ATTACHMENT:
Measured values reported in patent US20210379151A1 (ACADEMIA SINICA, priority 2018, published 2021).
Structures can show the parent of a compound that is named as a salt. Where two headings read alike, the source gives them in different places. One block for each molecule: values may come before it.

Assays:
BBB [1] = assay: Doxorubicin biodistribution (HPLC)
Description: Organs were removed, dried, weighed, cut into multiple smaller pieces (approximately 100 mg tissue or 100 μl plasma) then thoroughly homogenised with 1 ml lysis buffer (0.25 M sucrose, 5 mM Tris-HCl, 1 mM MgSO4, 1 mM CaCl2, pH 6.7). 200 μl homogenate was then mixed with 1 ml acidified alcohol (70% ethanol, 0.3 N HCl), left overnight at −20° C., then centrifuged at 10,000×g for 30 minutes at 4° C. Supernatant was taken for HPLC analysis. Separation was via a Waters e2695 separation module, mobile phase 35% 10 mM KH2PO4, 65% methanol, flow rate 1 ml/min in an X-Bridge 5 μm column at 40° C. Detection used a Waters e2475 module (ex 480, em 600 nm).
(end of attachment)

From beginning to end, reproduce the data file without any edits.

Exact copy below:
Measured values reported in patent US20210379151A1 (ACADEMIA SINICA, priority 2018, published 2021).
Structures can show the parent of a compound that is named as a salt. Where two headings read alike, the source gives them in different places. One block for each molecule: values may come before it.

Assays:
BBB [1] = assay: Doxorubicin biodistribution (HPLC)
Description: Organs were removed, dried, weighed, cut into multiple smaller pieces (approximately 100 mg tissue or 100 μl plasma) then thoroughly homogenised with 1 ml lysis buffer (0.25 M sucrose, 5 mM Tris-HCl, 1 mM MgSO4, 1 mM CaCl2, pH 6.7). 200 μl homogenate was then mixed with 1 ml acidified alcohol (70% ethanol, 0.3 N HCl), left overnight at −20° C., then centrifuged at 10,000×g for 30 minutes at 4° C. Supernatant was taken for HPLC analysis. Separation was via a Waters e2695 separation module, mobile phase 35% 10 mM KH2PO4, 65% methanol, flow rate 1 ml/min in an X-Bridge 5 μm column at 40° C. Detection used a Waters e2475 module (ex 480, em 600 nm).